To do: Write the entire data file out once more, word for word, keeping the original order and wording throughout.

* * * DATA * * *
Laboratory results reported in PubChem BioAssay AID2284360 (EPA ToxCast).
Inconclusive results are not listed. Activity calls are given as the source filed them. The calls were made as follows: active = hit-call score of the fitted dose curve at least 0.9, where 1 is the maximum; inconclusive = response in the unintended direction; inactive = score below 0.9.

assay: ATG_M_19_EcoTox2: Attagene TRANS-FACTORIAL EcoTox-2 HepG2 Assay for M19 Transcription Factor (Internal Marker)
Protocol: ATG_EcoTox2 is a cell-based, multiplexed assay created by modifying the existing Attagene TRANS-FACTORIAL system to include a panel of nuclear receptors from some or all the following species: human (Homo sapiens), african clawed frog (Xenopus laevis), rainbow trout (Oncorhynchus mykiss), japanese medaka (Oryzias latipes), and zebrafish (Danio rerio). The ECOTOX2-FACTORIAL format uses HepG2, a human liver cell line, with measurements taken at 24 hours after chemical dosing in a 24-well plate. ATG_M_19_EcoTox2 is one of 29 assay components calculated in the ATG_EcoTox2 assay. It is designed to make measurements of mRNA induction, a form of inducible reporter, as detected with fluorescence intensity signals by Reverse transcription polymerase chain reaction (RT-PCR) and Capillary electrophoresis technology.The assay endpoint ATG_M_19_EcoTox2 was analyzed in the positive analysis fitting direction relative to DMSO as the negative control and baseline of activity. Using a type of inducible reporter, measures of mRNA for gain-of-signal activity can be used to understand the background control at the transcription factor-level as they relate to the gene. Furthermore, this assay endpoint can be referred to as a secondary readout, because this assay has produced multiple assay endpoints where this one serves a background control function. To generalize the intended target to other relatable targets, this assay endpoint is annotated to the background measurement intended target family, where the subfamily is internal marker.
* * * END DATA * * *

Laboratory results reported in PubChem BioAssay AID2284360 (EPA ToxCast).
Inconclusive results are not listed. Activity calls are given as the source filed them. The calls were made as follows: active = hit-call score of the fitted dose curve at least 0.9, where 1 is the maximum; inconclusive = response in the unintended direction; inactive = score below 0.9.

assay: ATG_M_19_EcoTox2: Attagene TRANS-FACTORIAL EcoTox-2 HepG2 Assay for M19 Transcription Factor (Internal Marker)
Protocol: ATG_EcoTox2 is a cell-based, multiplexed assay created by modifying the existing Attagene TRANS-FACTORIAL system to include a panel of nuclear receptors from some or all the following species: human (Homo sapiens), african clawed frog (Xenopus laevis), rainbow trout (Oncorhynchus mykiss), japanese medaka (Oryzias latipes), and zebrafish (Danio rerio). The ECOTOX2-FACTORIAL format uses HepG2, a human liver cell line, with measurements taken at 24 hours after chemical dosing in a 24-well plate. ATG_M_19_EcoTox2 is one of 29 assay components calculated in the ATG_EcoTox2 assay. It is designed to make measurements of mRNA induction, a form of inducible reporter, as detected with fluorescence intensity signals by Reverse transcription polymerase chain reaction (RT-PCR) and Capillary electrophoresis technology.The assay endpoint ATG_M_19_EcoTox2 was analyzed in the positive analysis fitting direction relative to DMSO as the negative control and baseline of activity. Using a type of inducible reporter, measures of mRNA for gain-of-signal activity can be used to understand the background control at the transcription factor-level as they relate to the gene. Furthermore, this assay endpoint can be referred to as a secondary readout, because this assay has produced multiple assay endpoints where this one serves a background control function. To generalize the intended target to other relatable targets, this assay endpoint is annotated to the background measurement intended target family, where the subfamily is internal marker.